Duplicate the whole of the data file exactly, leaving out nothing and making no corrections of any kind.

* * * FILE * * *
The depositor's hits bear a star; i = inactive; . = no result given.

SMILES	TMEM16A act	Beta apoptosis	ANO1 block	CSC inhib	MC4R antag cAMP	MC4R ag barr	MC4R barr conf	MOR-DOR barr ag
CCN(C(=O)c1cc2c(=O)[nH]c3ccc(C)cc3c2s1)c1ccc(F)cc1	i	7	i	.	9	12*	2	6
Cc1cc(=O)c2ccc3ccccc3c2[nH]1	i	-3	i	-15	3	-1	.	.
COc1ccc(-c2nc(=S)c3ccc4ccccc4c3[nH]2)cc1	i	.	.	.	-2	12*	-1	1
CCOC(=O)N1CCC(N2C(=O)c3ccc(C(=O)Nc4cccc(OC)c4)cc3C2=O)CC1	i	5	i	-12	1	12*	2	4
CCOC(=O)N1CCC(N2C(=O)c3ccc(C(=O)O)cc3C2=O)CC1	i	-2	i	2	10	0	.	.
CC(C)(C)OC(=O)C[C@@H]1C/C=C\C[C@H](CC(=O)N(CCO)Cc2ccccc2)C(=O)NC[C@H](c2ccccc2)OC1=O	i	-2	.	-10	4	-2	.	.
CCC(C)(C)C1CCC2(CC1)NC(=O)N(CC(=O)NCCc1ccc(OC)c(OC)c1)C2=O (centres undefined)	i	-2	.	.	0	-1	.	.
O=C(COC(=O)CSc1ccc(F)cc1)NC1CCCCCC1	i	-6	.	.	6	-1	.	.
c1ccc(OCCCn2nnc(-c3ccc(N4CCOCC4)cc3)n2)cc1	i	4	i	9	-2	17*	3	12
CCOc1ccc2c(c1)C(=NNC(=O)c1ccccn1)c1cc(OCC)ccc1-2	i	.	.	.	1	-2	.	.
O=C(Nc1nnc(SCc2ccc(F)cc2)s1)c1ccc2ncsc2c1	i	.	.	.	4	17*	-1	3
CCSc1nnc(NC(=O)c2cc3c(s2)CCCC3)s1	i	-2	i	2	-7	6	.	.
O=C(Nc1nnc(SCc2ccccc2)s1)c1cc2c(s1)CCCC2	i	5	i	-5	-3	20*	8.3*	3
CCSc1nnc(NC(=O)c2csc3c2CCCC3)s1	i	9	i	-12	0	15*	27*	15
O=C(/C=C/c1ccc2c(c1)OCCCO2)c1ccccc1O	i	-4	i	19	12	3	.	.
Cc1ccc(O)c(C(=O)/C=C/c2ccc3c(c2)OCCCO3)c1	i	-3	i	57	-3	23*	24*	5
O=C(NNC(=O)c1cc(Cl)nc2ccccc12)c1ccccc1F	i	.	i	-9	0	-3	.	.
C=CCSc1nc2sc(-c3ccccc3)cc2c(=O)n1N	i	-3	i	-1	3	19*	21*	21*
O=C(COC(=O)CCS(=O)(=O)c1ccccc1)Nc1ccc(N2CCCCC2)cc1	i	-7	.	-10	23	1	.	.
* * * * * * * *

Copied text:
The depositor's hits bear a star; i = inactive; . = no result given.

SMILES	TMEM16A act	Beta apoptosis	ANO1 block	CSC inhib	MC4R antag cAMP	MC4R ag barr	MC4R barr conf	MOR-DOR barr ag
CCN(C(=O)c1cc2c(=O)[nH]c3ccc(C)cc3c2s1)c1ccc(F)cc1	i	7	i	.	9	12*	2	6
Cc1cc(=O)c2ccc3ccccc3c2[nH]1	i	-3	i	-15	3	-1	.	.
COc1ccc(-c2nc(=S)c3ccc4ccccc4c3[nH]2)cc1	i	.	.	.	-2	12*	-1	1
CCOC(=O)N1CCC(N2C(=O)c3ccc(C(=O)Nc4cccc(OC)c4)cc3C2=O)CC1	i	5	i	-12	1	12*	2	4
CCOC(=O)N1CCC(N2C(=O)c3ccc(C(=O)O)cc3C2=O)CC1	i	-2	i	2	10	0	.	.
CC(C)(C)OC(=O)C[C@@H]1C/C=C\C[C@H](CC(=O)N(CCO)Cc2ccccc2)C(=O)NC[C@H](c2ccccc2)OC1=O	i	-2	.	-10	4	-2	.	.
CCC(C)(C)C1CCC2(CC1)NC(=O)N(CC(=O)NCCc1ccc(OC)c(OC)c1)C2=O (centres undefined)	i	-2	.	.	0	-1	.	.
O=C(COC(=O)CSc1ccc(F)cc1)NC1CCCCCC1	i	-6	.	.	6	-1	.	.
c1ccc(OCCCn2nnc(-c3ccc(N4CCOCC4)cc3)n2)cc1	i	4	i	9	-2	17*	3	12
CCOc1ccc2c(c1)C(=NNC(=O)c1ccccn1)c1cc(OCC)ccc1-2	i	.	.	.	1	-2	.	.
O=C(Nc1nnc(SCc2ccc(F)cc2)s1)c1ccc2ncsc2c1	i	.	.	.	4	17*	-1	3
CCSc1nnc(NC(=O)c2cc3c(s2)CCCC3)s1	i	-2	i	2	-7	6	.	.
O=C(Nc1nnc(SCc2ccccc2)s1)c1cc2c(s1)CCCC2	i	5	i	-5	-3	20*	8.3*	3
CCSc1nnc(NC(=O)c2csc3c2CCCC3)s1	i	9	i	-12	0	15*	27*	15
O=C(/C=C/c1ccc2c(c1)OCCCO2)c1ccccc1O	i	-4	i	19	12	3	.	.
Cc1ccc(O)c(C(=O)/C=C/c2ccc3c(c2)OCCCO3)c1	i	-3	i	57	-3	23*	24*	5
O=C(NNC(=O)c1cc(Cl)nc2ccccc12)c1ccccc1F	i	.	i	-9	0	-3	.	.
C=CCSc1nc2sc(-c3ccccc3)cc2c(=O)n1N	i	-3	i	-1	3	19*	21*	21*
O=C(COC(=O)CCS(=O)(=O)c1ccccc1)Nc1ccc(N2CCCCC2)cc1	i	-7	.	-10	23	1	.	.